2. Thanks, Eric, I share your ethical intuitions. I think that it is morally permissible to remove the DRM for personal use (that is, so that I can read and annotate the PDF on my various devices). It is, however, probably unethical for me to remove the DRM and post it on some site such as library.nu.
    One minor quibble with something you said: “if the same professor simply linked to the library access of the article (stable link to JSTOR, for example) where the student would have to log in to see it, that would fall within the bounds of fair use.”
    I don’t think that it has anything to do with fair use. Sharing a link does not constitute any sort of use of the copyrighted work; it’s simply free speech. We can disseminate information (such as the URL of a stable JSTOR link) to whomever we like.
    What I find curious is that, on the publisher’s interpretation of ‘fair use’, the library is allowed to set up a physical or electronic reserve that is restricted to my students but that I’m not. That seems silly.
    The legal question is an interesting one. I can certainly modify a copyrighted work (say, the PDF of a journal article) by annotating it for my personal research purposes. But can I remove the DRM so that I can annotate it using better software than Digital Editions? In point of fact, I’m not actually modifying the copyrighted work. I’m modifying the code that a third party has put on it.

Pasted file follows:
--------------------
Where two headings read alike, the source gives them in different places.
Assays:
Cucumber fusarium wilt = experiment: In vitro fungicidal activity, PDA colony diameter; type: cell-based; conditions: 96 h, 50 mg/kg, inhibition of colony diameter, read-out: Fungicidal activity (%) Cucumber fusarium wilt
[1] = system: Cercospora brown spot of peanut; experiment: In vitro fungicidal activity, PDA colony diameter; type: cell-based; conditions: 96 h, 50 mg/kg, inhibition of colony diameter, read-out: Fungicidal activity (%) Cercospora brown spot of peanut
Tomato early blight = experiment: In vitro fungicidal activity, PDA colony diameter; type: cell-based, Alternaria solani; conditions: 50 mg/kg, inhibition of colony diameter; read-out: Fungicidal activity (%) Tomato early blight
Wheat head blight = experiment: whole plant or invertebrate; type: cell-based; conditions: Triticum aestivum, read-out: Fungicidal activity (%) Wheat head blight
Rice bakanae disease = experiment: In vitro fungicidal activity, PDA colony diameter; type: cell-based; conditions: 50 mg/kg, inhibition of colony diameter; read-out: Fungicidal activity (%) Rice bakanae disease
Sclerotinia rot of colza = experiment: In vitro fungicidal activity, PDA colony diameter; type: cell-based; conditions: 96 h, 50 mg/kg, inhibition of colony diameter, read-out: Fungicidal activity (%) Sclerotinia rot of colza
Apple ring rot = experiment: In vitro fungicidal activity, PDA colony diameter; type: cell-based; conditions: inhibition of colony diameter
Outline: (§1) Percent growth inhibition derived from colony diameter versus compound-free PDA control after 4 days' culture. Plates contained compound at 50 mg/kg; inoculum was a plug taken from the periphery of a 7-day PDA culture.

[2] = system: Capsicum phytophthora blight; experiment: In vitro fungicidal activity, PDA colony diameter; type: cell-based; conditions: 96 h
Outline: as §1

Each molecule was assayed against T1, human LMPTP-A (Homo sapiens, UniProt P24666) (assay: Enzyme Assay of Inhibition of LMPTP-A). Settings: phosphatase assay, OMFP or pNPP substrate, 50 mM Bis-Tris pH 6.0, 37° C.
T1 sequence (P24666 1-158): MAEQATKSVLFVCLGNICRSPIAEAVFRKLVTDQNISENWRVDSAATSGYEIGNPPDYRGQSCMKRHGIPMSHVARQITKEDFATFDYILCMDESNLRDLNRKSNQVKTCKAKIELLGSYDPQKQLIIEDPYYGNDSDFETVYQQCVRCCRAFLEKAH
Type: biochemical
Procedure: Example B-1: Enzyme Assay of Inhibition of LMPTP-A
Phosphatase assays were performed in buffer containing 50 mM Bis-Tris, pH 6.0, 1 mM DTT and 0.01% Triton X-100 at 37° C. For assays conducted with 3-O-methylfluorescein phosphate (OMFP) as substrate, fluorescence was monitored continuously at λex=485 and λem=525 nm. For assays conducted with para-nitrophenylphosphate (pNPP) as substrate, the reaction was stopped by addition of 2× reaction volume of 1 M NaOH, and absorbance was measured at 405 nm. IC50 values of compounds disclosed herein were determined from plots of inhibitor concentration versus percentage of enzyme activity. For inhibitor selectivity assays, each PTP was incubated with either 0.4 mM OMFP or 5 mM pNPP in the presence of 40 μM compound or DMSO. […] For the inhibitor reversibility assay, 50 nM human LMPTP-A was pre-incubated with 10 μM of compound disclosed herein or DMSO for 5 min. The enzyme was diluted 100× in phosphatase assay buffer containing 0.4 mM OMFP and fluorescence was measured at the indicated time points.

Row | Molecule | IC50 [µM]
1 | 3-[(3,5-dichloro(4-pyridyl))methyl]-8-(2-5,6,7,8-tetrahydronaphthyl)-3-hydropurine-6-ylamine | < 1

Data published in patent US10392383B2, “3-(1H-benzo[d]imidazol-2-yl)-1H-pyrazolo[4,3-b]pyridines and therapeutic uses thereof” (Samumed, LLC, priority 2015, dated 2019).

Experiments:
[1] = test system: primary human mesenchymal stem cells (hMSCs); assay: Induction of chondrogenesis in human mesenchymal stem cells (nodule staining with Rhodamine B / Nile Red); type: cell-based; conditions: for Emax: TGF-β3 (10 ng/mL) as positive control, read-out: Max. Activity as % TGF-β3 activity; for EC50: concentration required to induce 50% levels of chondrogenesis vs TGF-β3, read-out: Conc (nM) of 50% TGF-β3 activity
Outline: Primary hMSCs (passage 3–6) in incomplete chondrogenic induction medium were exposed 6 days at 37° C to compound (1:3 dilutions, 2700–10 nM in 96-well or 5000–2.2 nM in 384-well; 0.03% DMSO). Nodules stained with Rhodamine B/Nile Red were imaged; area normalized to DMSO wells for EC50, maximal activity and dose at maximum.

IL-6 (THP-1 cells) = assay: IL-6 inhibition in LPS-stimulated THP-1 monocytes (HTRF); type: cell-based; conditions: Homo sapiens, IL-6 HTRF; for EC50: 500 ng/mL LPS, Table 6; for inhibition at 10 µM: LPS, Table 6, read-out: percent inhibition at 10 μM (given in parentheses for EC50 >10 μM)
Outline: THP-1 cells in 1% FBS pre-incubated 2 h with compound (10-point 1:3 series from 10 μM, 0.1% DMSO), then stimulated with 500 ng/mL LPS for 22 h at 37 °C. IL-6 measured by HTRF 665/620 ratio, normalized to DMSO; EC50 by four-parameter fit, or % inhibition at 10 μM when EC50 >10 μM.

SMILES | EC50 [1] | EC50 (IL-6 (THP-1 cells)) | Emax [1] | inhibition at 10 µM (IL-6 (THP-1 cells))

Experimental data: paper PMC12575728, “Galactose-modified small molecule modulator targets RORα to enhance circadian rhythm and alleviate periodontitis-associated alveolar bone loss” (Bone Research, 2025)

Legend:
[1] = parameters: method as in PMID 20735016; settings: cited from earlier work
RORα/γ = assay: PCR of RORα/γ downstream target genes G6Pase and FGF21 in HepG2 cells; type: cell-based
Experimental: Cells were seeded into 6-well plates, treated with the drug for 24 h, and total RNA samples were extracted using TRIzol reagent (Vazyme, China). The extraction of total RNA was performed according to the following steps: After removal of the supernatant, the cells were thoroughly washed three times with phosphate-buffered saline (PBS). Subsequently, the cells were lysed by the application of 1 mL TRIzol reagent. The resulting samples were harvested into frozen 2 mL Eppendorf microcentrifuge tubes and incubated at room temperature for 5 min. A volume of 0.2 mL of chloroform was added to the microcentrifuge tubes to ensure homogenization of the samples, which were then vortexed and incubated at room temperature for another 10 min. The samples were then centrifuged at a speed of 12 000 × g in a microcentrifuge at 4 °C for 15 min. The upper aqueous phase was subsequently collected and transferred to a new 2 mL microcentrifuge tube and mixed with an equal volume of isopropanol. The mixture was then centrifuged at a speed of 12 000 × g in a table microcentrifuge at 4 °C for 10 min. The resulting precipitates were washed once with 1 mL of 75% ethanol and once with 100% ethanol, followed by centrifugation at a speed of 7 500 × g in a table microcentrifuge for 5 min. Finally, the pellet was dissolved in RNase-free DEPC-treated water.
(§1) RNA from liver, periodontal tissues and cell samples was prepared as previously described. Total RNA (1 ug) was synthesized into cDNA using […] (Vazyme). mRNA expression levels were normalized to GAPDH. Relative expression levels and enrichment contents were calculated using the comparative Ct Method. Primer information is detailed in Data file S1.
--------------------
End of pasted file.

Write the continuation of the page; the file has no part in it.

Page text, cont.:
3. Hi Dale,
    According to them, my use of their Website constitutes my agreement to their Terms of Use (see here: http://www.ebooks.com/information/termsofuse.asp). But, beyond using their website, I don’t believe that I have otherwise indicated any such agreement. Indeed, I was unaware of this and of their terms of use until you asked the question and I googled “ebooks.com terms of use.” Of course, I may not be remembering clicking some box at some point. These days I click such boxes without much thought. I don’t take them any more seriously than the posted speed limit on my local freeway.

  4. I agree that it’s surely fine to strip the DRM from a bought article for personal use. And if you lack the technical means to do so, I would think it’d also be fine to achieve the same end by downloading a pirated version of your bought book. (The law might see this differently, but there’s presumably no ethical difference.)
    On the general issue of personal E-libraries, I’m a big fan of dedicated readers with e-ink screens. I set out some Kindle-specific tips in an old post, Read Anything on Kindle. (You can use Calibre for any device though — highly recommended.)